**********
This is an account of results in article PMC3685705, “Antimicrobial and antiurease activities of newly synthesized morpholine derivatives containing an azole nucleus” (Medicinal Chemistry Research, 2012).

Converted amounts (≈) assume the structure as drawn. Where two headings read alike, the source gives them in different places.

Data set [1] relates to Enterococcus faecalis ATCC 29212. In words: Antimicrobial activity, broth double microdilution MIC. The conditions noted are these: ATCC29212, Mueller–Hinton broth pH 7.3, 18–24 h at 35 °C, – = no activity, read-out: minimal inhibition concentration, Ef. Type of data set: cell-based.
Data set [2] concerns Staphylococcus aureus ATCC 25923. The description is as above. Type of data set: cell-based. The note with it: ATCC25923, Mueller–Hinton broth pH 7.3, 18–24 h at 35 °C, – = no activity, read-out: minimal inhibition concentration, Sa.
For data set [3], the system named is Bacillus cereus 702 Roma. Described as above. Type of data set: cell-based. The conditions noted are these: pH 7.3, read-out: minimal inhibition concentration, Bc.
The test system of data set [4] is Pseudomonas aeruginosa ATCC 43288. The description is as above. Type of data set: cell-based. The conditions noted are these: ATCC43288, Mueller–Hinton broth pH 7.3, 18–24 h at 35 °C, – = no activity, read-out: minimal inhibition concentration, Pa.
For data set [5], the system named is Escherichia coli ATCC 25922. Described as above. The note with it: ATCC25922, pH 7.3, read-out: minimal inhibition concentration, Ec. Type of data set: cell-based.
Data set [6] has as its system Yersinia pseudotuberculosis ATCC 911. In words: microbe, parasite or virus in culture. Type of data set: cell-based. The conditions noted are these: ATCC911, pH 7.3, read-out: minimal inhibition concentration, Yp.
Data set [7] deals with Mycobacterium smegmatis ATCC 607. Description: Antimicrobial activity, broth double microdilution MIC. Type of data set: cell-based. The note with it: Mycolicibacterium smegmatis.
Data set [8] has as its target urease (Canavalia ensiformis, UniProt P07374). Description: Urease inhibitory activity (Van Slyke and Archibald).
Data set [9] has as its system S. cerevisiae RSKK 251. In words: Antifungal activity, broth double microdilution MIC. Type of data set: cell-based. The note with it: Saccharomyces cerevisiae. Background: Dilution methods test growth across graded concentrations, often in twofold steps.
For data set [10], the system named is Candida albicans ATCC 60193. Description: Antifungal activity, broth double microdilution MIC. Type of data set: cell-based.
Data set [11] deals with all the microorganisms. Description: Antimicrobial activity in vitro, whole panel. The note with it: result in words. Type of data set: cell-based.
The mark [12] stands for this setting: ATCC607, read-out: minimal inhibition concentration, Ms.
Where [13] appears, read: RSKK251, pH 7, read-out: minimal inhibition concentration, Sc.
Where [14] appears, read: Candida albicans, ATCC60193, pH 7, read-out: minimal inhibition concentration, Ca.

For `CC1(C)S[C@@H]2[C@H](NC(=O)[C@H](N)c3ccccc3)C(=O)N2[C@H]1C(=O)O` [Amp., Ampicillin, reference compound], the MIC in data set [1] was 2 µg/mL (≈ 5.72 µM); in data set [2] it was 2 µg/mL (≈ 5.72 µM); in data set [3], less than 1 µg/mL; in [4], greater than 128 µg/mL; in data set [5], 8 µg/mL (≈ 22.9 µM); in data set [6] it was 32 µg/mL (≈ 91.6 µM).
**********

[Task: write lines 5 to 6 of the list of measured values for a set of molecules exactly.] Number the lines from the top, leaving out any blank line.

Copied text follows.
For data set [3], the system named is Bacillus cereus 702 Roma. Described as above. Type of data set: cell-based. The conditions noted are these: pH 7.3, read-out: minimal inhibition concentration, Bc.
The test system of data set [4] is Pseudomonas aeruginosa ATCC 43288. The description is as above. Type of data set: cell-based. The conditions noted are these: ATCC43288, Mueller–Hinton broth pH 7.3, 18–24 h at 35 °C, – = no activity, read-out: minimal inhibition concentration, Pa.